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JAMESTOWN, N.D. --Rural telecommunications cooperatives that provide internet service to their customers are waiting for more information on a planned repeal of "net neutrality" laws that have been in place since 2015, according to David Crothers, executive director of the North Dakota Association of Telecommunications Cooperatives. "Everybody paints it as black or white," he said. "For the smaller companies, it comes down to where you exchange data. It's more the subtleties of the rules."
SPIRITWOOD, N.D. — Preparations for the planned North Dakota Soybean Processors crushing plant at Spiritwood are moving forward on several fronts, according to Scott Austin, CEO of Minnesota Soybean Processors, the parent of North Dakota Soybean Processors. Preliminary estimates pegged the cost of the project at $287 million. The plant would process 125,000 bushels of soybeans per day into soy oil, biodiesel and soymeal.
ELLENDALE, N.D.—Officials with NextEra Energy told the North Dakota Public Service Commission at a public hearing here Monday, Nov. 20, that the Foxtail Wind Energy Center is designed to avoid direct impact on areas of archeological, tribal and historical significance. The Foxtail Wind Energy Center is a wind farm made up of about 20,000 acres in western Dickey County located south of Merricourt and north of Forbes. The project will use 75 turbines capable of generating 150 megawatts of electricity.
JAMESTOWN, N.D.—Maintaining the stalemate of the Cold War put a lot of pressure on the young men who manned the Minuteman Missile installations during the height of the tension between the United States and the Soviet Union in the years after World War II. "It was a situation where both sides of the Cold War had mutually assured destruction," said Warren Tobin, a former captain of the 321st Strategic Missile Wing. "You can't really win a nuclear war. You need to be ready so that the other guy knows you're ready. It works both ways."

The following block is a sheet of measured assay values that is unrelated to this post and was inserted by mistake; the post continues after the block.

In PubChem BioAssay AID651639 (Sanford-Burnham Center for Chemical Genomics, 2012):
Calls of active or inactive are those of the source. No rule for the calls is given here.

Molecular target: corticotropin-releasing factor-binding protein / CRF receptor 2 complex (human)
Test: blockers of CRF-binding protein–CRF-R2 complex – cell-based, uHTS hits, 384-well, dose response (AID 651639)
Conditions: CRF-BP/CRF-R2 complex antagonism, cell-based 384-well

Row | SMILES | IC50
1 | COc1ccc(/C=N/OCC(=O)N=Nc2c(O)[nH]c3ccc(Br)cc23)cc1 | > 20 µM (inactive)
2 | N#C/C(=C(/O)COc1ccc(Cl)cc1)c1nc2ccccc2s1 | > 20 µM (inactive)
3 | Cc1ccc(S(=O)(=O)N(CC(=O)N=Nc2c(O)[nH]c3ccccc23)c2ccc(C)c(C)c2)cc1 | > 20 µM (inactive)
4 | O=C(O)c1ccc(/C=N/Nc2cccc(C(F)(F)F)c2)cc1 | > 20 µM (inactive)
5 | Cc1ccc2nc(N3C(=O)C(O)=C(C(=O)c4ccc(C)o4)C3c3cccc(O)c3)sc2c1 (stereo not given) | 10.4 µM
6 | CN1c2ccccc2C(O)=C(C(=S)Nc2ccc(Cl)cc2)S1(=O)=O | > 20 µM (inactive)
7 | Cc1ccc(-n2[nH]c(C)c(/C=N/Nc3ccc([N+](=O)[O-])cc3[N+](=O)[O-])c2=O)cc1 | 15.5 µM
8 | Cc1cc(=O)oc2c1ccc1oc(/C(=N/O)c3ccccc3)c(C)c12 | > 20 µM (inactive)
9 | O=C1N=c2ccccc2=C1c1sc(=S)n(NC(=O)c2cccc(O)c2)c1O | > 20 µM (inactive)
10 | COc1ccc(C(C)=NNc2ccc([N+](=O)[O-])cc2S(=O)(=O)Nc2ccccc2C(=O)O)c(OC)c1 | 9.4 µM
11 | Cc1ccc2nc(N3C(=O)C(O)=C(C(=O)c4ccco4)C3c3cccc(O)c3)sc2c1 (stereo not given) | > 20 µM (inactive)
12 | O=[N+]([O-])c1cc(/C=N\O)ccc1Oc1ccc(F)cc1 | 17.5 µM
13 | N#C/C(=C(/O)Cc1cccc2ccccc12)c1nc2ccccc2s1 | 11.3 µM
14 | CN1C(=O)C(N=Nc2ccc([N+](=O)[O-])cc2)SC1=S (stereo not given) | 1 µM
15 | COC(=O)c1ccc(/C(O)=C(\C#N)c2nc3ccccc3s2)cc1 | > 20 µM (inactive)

BISMARCK—Law changes approved by the North Dakota Legislature earlier this year and taking effect on Jan. 1 could reduce the number of people facing felony charges and help eliminate prison crowding, according to state Sen. John Grabinger, D-Jamestown. Grabinger was a member of the Incarceration Issues Committee that introduced a House bill that changed the penalties for some offenses including drug-related crimes. The bill passed with bipartisan support and was signed into law by Gov. Doug Burgum.
JAMESTOWN, N.D. — A Jamestown man participated in a survey that precisely determined the location of the grave of President John F. Kennedy about a month after he was assassinated in 1963. Jerry Brickner, who is currently an engineer with the Stutsman County Road Department, still doesn't know why. Brickner was a 25-year-old member of an Army unit that specialized in making maps. Six soldiers in the unit were tasked with determining the latitude and longitude of the center of Kennedy's grave within half-inch accuracy.
JAMESTOWN, N.D. — Polly Peterson will take over the reins of the University of Jamestown as president when Robert Badal retires at the end of February. The announcement was made by Jim Unruh, chairman of the university's board of trustees, during a press conference Friday, Sept. 29, 2017, at the dedication of Harold Newman Arena. "It was an easy decision," he said. "Polly has an unusual combination of backgrounds that have helped us to this point." Peterson called her appointment as president a "life-long dream."
JAMESTOWN, N.D. — Analysis of data from an aerial electromagnetic survey conducted last year could result in a pilot project to transfer river water to the Spiritwood Aquifer in the future, according to Jon Patch, water appropriations director for the State Water Commission.
JAMESTOWN, N.D. — Holly Miller credits a couple of things helping her get through the evacuation of Key West in the days before Hurricane Irma struck Florida. "Family and high-tech communications are key to this," she said. Miller moved from Jamestown to Key West in July 2015. She and her two children flew from Miami to Boulder, Colo., in the days before the mandatory evacuation. "The decision was easy," she said, "I have kids. When I heard it was a Cat (category) 4 or Cat 5, I said, 'We're leaving.'"
JAMESTOWN, N.D. — Smoke from wildfires in Montana and Canada is causing health concerns, according to Chuck Hyatt, manager of data collections for the Division of Air Quality for the North Dakota Department of Health. "The smoke is getting to an unhealthy level," he said. "We are telling people to avoid it as much as possible in their daily activities." Hyatt said the level of smoke posed the greatest danger to the elderly, young children and anyone with a respiratory condition.